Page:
Bitcoin has created a whole new asset class and an entire segment of the economy. At the same time, many people still doubt its value proposition.
So what are the real-world implications of Bitcoin, and how is it changing things for everyday people and large investors?
Let me break this down for you.
Medium of exchange
If we take Satoshi’s whitepaper at face value, Bitcoin was created as a peer-to-peer electronic cash system. And even though it is not the fastest or the cheapest network, it still lives up to its original expectations.
According to a recent study by Deutsche Bank, Bitcoin is currently the third-largest currency in circulation after dollars and euros.
Additionally, Bitcoin fares well in comparison to Visa and Mastercard. If we look at the on-chain transaction volume of Bitcoin, it’s between 10 to 20 billion dollars a day. That results in 3 to 6 trillion dollars on an annualized basis. Compared to credit card companies, with the 10 to 16 trillion volume, Bitcoin is closing the gap with almost 30% market share.
Store of value
It’s hard to deny that people are storing their wealth in Bitcoin. And that’s where the digital gold narrative comes in. In finance, something has value if there is a finite supply. In the case of Bitcoin, there is a set cap of 21 million Bitcoin. You can’t make any more of it.
On top of that, Bitcoin has been growing 200% every year for the last decade. That is why it’s not surprising that the whole host of retail and institutional investors keep adding it to their portfolios.
Investors have also realized that it is the best protection against rising inflation. If you look at the US dollar, the government is essentially doing everything it can to debase that value. If you examine the economic reality, it’s the dollar that is hyperinflating relative to Bitcoin.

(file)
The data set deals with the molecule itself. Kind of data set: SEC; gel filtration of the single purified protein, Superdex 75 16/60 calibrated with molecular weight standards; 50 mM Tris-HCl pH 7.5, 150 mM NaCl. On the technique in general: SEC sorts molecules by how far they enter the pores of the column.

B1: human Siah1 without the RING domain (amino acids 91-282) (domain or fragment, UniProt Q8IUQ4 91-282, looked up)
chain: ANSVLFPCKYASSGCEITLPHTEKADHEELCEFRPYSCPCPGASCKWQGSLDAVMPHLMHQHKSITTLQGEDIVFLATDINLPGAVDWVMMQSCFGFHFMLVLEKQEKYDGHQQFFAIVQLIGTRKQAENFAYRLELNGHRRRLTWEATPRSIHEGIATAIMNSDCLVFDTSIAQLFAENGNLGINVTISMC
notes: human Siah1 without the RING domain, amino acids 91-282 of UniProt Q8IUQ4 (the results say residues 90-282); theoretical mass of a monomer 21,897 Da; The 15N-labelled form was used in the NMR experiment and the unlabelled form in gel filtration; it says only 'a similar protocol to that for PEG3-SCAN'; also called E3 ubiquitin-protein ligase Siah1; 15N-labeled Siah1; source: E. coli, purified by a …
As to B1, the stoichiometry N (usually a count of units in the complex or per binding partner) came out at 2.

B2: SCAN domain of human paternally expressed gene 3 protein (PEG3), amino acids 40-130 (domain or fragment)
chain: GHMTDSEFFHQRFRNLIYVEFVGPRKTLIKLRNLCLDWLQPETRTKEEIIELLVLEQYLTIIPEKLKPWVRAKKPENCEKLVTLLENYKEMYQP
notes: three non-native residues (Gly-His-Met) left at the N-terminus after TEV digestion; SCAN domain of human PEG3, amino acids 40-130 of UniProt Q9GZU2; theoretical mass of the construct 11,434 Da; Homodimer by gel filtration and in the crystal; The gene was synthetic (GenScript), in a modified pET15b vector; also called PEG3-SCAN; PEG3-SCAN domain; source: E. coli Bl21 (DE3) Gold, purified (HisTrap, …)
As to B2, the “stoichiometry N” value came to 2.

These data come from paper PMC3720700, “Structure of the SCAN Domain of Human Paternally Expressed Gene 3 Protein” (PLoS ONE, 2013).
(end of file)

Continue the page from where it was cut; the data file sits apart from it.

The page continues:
It’s also apparent that Bitcoin has begun to replace traditional stores of value like is gold and bonds. As Michael Saylor explained, there’s a $250 trillion ocean of assets. They are looking for the ideal store of value right now.”
While an increasing number of people see Bitcoin as a long-term investment, others still see it as a short-term trading vehicle. Simply put, people are buying it for speculative purposes with the expectation to sell it later for a profit.
Bitcoin’s daily volatility is virtually unheard of in traditional securities and equities markets and even makes foreign exchange traders blush.
At the same time, such volatility could be dangerous and even deadly for the unprepared. But for someone who knows how to ride the waves of volatility, the bigger the wave, the better.
So what’s the dominant use case right now?
All use cases serve different things for different people. But when you look at the data, 60% of all Bitcoin hasn’t moved in the last 12 months.
That tells me that the majority is using it as the store of value over everything else today. About a hundred large institutions have already bought Bitcoin for their treasury, and there is no reason for that trend to end. Capital naturally moves from weak assets to strong assets.
Now, what happens in the future nobody knows. But what is certain is that the past doesn’t equal the future, especially for Bitcoin.